Archive for September 1st, 2009

On the Soul and the Resurrection is a philosophical and theological dialogue between St. Gregory of Nyssa and St. Macrina, when she was on her deathbed, and he was freaking out. (Another brother, St. Basil the Great, had just died a few months back, and St. Gregory was still mourning him when he found out his eldest sister was about to kick the bucket, too.) It’s probably fictionalized for educational purposes, but also seems to try to preserve St. Macrina’s teaching as faithfully as possible. I think you’ll find it interesting, especially once it really gets rolling next week.

This dialogue comes chronologically right after Part 2 and before Part 3 of The Life of St. Macrina. I’ll finish up The Life next week or so (there’s about three parts to go); but On the Soul and the Resurrection will take a lot longer.

Part 1.



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The Life of St. Macrina continues, as she persuades her mother to turn the household into a religious community.

Part 2.


I have to say that I really love the 4th century habit of calling the religious life or the Christian life “philosophy”, and of calling religious and hermits “philosophers”. It’s beautiful and fitting, but also very very Greek. 🙂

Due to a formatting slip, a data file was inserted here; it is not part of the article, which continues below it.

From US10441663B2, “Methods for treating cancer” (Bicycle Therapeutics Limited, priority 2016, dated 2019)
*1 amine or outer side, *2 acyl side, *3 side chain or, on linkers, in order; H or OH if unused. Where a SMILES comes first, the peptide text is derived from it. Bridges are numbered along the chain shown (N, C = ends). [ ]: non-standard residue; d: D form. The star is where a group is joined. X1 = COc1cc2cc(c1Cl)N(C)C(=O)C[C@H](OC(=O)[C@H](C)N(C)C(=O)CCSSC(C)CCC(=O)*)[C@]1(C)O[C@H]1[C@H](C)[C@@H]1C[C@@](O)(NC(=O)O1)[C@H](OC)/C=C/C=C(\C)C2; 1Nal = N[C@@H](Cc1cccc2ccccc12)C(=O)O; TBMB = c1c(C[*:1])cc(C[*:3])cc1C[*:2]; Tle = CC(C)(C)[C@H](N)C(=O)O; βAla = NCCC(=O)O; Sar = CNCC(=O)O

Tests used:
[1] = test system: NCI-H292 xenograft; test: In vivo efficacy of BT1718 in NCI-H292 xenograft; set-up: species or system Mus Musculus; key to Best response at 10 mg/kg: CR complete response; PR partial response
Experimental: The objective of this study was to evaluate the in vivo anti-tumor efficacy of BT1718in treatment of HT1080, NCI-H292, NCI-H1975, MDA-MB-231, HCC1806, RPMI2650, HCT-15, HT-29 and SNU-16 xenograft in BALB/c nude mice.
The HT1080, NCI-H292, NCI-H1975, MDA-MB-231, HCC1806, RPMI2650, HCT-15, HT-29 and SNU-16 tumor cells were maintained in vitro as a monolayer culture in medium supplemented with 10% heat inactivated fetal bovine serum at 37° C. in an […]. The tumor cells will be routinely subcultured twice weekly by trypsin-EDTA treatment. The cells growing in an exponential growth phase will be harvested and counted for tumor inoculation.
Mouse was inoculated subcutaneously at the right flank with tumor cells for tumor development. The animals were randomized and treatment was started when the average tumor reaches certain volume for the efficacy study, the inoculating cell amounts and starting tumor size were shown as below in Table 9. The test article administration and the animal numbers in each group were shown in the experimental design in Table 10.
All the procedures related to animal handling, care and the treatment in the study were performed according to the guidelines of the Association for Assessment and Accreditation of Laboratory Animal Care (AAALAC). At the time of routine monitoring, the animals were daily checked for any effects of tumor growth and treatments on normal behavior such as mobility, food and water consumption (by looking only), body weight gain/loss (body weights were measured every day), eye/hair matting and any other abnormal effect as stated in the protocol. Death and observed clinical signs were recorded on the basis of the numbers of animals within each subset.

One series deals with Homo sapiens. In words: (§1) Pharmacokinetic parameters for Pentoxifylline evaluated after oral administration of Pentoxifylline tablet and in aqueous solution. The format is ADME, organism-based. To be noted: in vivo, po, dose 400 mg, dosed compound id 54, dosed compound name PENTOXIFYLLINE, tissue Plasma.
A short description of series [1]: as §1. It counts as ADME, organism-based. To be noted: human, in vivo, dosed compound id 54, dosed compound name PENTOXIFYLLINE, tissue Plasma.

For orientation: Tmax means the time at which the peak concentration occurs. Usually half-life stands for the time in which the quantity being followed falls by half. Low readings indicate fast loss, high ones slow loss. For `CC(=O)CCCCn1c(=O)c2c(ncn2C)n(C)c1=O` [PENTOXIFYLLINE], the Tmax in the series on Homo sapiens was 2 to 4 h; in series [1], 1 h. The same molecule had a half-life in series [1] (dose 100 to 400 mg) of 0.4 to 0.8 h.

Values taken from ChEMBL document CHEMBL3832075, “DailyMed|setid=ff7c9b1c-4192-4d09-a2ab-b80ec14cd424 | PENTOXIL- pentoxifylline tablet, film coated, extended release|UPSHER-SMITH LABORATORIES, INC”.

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The Life of St. Macrina is a biography — or to be exact, a panegyric or praise — of a brilliant, well-educated, well-born, rich, and beautiful lady of the Roman Empire, (from what today is Turkey) who chose the religious life over any other form of happiness. (Also, there’s a lot about her mother, St. Emmelia. That lady’s not named in the book, but you probably wanted to know.)

It was written by one of her little brothers, St. Gregory of Nyssa. He was the comparative black sheep of the ten children in this extremely Christian family descended from confessors of the faith, and yet he turned out to become a bishop and famous theologian. Some black sheep. 🙂

Part 1.


Btw, Roger Pearse said I should record some more of his stuff soon. So now you know where I found the text of The Life of St. Macrina. 🙂

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Me not pay attention to other sites. Me sleeping through exciting parts.

Monachos.net is a pretty well known Orthodoxy site that’s been around a long time, and which has tons of good patristics material, and links to good stuff on other sites. But for various reasons, I haven’t been over there for about five zillion years. So I didn’t realize that they were podcasting.

I guess the general idea is much like Father Z does when he podcast on patristics — quotes from the Fathers, and then reflecting on them. It’s called A Word from the Holy Fathers. I’m sure it’s worth a listen.

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